It was a mighty feat to undertake — the relocation of staggeringly large numbers of people and the remaking of the economy and all. China’s identity morphed into that of an industrial powerhouse. Urbanization became its specialty. What China experienced in the past few decades was nothing short of their own Industrial Revolution.
With a habit of looking far into the future, China became the virtuoso of master plans. No other nation in the world quite matched up to China’s remarkable visionary status and shrewd knack for details when it came to future planning.
The flurry of urban-planning itself was partly in response to the practical need to absorb new migrants but it was also partly a function of lingering central-planning instinct. While the U.S. is hardly a pure free market, China is even less so. The idea of central planning is far more present in the blood of the Chinese than of, say, the Americans.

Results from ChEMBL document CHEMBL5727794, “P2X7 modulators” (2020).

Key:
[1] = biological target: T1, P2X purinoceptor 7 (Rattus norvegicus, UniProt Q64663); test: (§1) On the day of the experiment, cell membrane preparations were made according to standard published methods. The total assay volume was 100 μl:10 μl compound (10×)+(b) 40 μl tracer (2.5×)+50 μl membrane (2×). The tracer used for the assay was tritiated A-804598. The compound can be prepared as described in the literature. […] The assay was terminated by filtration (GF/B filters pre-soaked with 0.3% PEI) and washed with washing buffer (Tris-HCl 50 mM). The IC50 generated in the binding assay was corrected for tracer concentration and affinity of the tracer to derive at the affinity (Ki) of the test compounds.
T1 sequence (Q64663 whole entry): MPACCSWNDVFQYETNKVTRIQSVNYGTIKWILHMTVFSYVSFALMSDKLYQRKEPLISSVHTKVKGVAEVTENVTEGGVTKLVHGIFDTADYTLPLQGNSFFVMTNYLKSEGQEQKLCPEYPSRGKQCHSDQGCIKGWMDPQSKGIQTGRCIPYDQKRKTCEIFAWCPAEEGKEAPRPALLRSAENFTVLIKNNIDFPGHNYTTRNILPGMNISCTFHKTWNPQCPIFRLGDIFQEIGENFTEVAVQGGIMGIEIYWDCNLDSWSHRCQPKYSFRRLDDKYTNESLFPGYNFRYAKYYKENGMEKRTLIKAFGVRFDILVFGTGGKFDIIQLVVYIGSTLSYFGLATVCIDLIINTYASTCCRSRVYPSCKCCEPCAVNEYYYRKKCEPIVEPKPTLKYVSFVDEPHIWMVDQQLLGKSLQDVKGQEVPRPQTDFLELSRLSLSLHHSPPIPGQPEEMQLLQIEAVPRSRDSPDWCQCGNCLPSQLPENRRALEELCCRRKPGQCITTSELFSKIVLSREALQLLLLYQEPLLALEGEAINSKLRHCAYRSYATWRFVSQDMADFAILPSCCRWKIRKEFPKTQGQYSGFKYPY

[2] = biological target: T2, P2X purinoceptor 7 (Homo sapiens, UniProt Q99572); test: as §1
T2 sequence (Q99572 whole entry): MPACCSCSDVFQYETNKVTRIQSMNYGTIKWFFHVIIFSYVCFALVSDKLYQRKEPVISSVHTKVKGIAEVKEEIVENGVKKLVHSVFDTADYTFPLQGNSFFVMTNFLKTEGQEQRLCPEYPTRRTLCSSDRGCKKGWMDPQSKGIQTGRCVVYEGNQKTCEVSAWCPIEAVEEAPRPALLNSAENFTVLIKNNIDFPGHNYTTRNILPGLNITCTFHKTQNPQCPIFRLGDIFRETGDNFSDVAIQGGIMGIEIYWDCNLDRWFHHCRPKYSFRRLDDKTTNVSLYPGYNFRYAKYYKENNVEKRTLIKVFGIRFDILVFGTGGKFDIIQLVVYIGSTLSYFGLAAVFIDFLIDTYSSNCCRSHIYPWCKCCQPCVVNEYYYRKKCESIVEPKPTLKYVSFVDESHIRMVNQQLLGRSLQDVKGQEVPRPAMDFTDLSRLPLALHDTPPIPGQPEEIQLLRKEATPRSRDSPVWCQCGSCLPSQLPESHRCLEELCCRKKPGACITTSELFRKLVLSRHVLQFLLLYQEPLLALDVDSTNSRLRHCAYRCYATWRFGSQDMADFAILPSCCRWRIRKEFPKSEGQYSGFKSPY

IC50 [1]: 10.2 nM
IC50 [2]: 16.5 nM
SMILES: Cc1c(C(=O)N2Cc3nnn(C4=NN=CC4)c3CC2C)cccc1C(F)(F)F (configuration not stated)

Perhaps this is why the Chinese do not wait for a market of people to explicitly signal for more cities. They just go ahead and make them. It’s framed as a logical maneuver. “They will come” Chinese technocrats calmly insist. Indeed, many of them have come. Musings on the state of China’s ghost cities have been circulating for a number of years now. But some cities have indeed started to fill, surprisingly fulfilling the Chinese prophecy and proving some naysayers wrong. It’s perhaps a bit more difficult a process than initially imagined, but churn to life many of them have.
That said, their escape from receding mutely into the skyline is largely dependent on their ability to provide jobs, incubate innovation, and attract talent. If companies do not move in and take up residence and industry doesn’t take off, the prospects for some of these enormously expensive, titanic projects does look gloomy. Retaining people and grooming sufficient economic gain is no easy task.